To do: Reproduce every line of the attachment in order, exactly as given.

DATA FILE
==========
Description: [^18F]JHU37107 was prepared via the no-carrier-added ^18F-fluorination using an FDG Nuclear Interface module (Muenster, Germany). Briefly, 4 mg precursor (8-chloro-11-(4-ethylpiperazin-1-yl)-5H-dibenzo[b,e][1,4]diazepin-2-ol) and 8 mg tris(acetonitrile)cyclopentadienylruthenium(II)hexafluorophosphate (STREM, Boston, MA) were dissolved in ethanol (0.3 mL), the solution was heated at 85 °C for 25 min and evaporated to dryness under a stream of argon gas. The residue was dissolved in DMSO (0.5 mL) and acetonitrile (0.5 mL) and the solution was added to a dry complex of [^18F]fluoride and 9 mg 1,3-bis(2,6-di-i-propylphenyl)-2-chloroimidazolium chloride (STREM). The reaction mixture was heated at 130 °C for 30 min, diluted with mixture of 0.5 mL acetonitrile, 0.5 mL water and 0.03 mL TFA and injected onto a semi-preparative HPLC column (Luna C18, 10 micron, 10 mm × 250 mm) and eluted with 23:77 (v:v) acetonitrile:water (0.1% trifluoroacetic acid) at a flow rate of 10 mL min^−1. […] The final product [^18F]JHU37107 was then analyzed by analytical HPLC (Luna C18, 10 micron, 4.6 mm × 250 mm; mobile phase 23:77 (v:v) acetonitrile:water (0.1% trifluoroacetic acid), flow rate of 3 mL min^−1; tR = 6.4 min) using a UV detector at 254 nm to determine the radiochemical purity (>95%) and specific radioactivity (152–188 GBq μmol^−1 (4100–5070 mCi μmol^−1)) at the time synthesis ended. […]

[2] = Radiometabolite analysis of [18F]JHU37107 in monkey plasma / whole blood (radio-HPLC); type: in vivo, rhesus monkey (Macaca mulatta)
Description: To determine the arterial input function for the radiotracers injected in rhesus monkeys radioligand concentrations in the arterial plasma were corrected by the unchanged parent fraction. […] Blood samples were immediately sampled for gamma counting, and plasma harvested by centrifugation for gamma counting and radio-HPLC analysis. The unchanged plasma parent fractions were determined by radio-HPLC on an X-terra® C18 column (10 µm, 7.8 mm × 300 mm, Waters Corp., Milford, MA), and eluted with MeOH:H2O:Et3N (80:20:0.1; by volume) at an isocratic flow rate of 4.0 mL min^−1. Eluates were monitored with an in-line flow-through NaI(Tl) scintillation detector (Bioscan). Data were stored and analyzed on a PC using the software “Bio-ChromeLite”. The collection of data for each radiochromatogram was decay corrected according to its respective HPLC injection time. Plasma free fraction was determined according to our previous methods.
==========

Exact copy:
Description: [^18F]JHU37107 was prepared via the no-carrier-added ^18F-fluorination using an FDG Nuclear Interface module (Muenster, Germany). Briefly, 4 mg precursor (8-chloro-11-(4-ethylpiperazin-1-yl)-5H-dibenzo[b,e][1,4]diazepin-2-ol) and 8 mg tris(acetonitrile)cyclopentadienylruthenium(II)hexafluorophosphate (STREM, Boston, MA) were dissolved in ethanol (0.3 mL), the solution was heated at 85 °C for 25 min and evaporated to dryness under a stream of argon gas. The residue was dissolved in DMSO (0.5 mL) and acetonitrile (0.5 mL) and the solution was added to a dry complex of [^18F]fluoride and 9 mg 1,3-bis(2,6-di-i-propylphenyl)-2-chloroimidazolium chloride (STREM). The reaction mixture was heated at 130 °C for 30 min, diluted with mixture of 0.5 mL acetonitrile, 0.5 mL water and 0.03 mL TFA and injected onto a semi-preparative HPLC column (Luna C18, 10 micron, 10 mm × 250 mm) and eluted with 23:77 (v:v) acetonitrile:water (0.1% trifluoroacetic acid) at a flow rate of 10 mL min^−1. […] The final product [^18F]JHU37107 was then analyzed by analytical HPLC (Luna C18, 10 micron, 4.6 mm × 250 mm; mobile phase 23:77 (v:v) acetonitrile:water (0.1% trifluoroacetic acid), flow rate of 3 mL min^−1; tR = 6.4 min) using a UV detector at 254 nm to determine the radiochemical purity (>95%) and specific radioactivity (152–188 GBq μmol^−1 (4100–5070 mCi μmol^−1)) at the time synthesis ended. […]

[2] = Radiometabolite analysis of [18F]JHU37107 in monkey plasma / whole blood (radio-HPLC); type: in vivo, rhesus monkey (Macaca mulatta)
Description: To determine the arterial input function for the radiotracers injected in rhesus monkeys radioligand concentrations in the arterial plasma were corrected by the unchanged parent fraction. […] Blood samples were immediately sampled for gamma counting, and plasma harvested by centrifugation for gamma counting and radio-HPLC analysis. The unchanged plasma parent fractions were determined by radio-HPLC on an X-terra® C18 column (10 µm, 7.8 mm × 300 mm, Waters Corp., Milford, MA), and eluted with MeOH:H2O:Et3N (80:20:0.1; by volume) at an isocratic flow rate of 4.0 mL min^−1. Eluates were monitored with an in-line flow-through NaI(Tl) scintillation detector (Bioscan). Data were stored and analyzed on a PC using the software “Bio-ChromeLite”. The collection of data for each radiochromatogram was decay corrected according to its respective HPLC injection time. Plasma free fraction was determined according to our previous methods.